Death creates context like no other certainty in life. Melvin Sparks lived the life of the working guitarist, first backing legendary singers such as Jackie Wilson and Marvin Gaye, then evolving into a preeminent soul jazz artist. His licks, as well, are some of the most sampled in hip-hop.
When Sparks passed in the spring of 2011, he left behind a certifiable legacy. He also left a live recording made on the penultimate evening of 2010; a December 30th show at the Burlington, Vermont club Nectar’s three months before his death. While it’s impossible to know if Sparks had any sense of his fate on that winter night, it is evident he played this show as the pro that he was; as though, like the saying goes, it could be his last.
The six-song instrumental set, produced by The New Mastersounds’ Eddie Roberts, has the added bonus of guests The Grippo Horns, elevating this performance to nothing short of vital. Even without the place in history the album now represents, it fundamentally encapsulates the Melvin Sparks to be remembered. He’s nimble and lively, weaving through chromatic runs on the opening “Miss Riverside.” He’s smooth and relaxed as he dissects George Benson’s “Breezin’.” He’s funky, shaking the joint on “Ain’t No Woman (Like the One I Got).”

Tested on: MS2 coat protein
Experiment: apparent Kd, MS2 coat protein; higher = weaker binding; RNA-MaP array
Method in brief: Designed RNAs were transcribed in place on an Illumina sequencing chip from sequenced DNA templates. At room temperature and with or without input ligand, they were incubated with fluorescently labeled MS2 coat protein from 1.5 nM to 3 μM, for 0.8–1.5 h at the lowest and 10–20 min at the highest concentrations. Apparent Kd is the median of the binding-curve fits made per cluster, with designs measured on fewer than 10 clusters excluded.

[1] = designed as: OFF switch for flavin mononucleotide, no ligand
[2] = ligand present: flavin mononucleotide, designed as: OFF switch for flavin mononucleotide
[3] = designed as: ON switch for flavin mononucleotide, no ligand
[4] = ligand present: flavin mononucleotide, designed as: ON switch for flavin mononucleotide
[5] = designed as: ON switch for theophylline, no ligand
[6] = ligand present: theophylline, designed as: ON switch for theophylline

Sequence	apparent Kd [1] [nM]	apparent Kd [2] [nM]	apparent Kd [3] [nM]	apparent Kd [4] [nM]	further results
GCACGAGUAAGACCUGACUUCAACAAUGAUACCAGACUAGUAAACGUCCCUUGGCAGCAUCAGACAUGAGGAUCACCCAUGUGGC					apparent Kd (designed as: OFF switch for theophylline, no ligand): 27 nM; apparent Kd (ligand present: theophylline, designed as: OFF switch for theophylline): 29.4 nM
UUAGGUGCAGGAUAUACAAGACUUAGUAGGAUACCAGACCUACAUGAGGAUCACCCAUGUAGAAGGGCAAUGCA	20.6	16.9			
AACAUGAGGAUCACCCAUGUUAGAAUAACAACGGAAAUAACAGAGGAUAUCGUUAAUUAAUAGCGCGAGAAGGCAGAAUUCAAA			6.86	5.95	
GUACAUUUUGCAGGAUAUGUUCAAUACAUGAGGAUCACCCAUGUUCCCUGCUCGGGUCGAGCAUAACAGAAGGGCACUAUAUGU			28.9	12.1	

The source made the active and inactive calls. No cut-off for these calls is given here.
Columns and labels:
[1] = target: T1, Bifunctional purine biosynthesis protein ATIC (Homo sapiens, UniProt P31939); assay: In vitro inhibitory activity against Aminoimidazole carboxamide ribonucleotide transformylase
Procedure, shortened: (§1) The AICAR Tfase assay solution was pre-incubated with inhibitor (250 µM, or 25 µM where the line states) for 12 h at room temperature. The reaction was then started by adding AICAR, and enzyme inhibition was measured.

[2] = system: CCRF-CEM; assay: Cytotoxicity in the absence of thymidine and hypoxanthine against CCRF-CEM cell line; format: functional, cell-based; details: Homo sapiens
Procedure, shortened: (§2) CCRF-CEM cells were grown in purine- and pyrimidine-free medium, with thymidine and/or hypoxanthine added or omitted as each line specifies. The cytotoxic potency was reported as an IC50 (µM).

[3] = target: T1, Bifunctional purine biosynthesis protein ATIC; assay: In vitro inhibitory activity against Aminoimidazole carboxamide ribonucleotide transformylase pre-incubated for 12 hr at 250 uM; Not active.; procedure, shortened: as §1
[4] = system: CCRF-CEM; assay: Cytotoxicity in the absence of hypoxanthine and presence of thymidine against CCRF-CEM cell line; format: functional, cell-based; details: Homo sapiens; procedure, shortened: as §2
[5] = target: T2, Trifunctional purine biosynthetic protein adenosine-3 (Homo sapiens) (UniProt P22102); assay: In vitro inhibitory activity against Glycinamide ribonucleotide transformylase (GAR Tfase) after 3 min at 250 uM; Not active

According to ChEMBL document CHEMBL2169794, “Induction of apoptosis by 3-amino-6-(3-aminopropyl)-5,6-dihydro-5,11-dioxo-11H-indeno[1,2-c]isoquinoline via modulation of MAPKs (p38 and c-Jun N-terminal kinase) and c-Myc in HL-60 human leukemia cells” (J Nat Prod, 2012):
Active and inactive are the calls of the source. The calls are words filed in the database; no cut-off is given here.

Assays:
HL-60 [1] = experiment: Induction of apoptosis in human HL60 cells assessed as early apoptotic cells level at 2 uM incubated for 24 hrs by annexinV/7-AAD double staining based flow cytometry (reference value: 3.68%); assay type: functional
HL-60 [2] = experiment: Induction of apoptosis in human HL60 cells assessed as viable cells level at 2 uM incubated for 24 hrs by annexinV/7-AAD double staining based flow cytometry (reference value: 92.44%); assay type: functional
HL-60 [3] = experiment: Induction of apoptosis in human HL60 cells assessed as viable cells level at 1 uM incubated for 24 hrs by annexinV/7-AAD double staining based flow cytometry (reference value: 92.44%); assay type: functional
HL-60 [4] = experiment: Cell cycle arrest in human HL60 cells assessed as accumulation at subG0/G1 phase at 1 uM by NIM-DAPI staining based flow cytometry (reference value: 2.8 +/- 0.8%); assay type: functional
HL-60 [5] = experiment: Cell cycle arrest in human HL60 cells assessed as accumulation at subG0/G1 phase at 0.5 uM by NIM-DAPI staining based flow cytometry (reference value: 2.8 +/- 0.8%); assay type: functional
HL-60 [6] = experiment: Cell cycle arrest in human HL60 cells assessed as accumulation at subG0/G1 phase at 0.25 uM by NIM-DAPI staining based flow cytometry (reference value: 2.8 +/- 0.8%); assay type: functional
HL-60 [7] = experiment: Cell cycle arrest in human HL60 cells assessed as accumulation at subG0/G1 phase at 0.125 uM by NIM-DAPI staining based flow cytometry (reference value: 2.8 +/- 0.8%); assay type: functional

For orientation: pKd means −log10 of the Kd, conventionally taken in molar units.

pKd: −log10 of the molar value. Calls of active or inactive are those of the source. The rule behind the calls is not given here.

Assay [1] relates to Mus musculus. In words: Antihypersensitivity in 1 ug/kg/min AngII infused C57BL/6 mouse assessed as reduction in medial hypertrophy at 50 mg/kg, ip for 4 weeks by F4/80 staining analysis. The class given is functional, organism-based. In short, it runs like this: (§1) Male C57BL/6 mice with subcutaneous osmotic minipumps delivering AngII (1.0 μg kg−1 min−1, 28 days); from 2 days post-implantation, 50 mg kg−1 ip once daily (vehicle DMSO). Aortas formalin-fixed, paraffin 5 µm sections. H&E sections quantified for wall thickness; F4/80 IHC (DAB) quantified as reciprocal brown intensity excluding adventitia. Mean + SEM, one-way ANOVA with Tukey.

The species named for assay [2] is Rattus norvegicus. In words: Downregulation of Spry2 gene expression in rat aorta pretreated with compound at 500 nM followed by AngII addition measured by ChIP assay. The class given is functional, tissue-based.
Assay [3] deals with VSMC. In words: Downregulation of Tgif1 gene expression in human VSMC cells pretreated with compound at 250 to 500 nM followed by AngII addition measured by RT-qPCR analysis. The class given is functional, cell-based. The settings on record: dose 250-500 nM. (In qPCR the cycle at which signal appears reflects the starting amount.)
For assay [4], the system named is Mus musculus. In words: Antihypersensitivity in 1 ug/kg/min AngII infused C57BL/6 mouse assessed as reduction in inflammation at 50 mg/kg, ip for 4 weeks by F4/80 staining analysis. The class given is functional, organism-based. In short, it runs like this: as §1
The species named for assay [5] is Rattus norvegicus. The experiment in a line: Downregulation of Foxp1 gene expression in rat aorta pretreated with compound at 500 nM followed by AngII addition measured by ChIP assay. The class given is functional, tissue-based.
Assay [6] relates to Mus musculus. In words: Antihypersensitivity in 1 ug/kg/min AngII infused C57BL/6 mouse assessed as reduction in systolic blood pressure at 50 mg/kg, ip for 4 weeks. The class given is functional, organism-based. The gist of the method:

Most of all, Sparks is generous. His rhythmic comping leaves wide avenues for hornmen Dave Grippo and Brian McCarthy to blow through. He pushes and gets pushed by his trusted backing section of organist Beau Sasser and drummer Bill Carbone. And it all culminates on the album’s final cut, “Whip! Whop!” These six-and-a-half minutes of music are a master class in cooking with gas, groove, and soul.
Though Melvin Sparks likely didn’t need one more album to solidify his legacy, Live at Nectar’s no doubt adds to his long list of highlights. A final gift from a guitar great.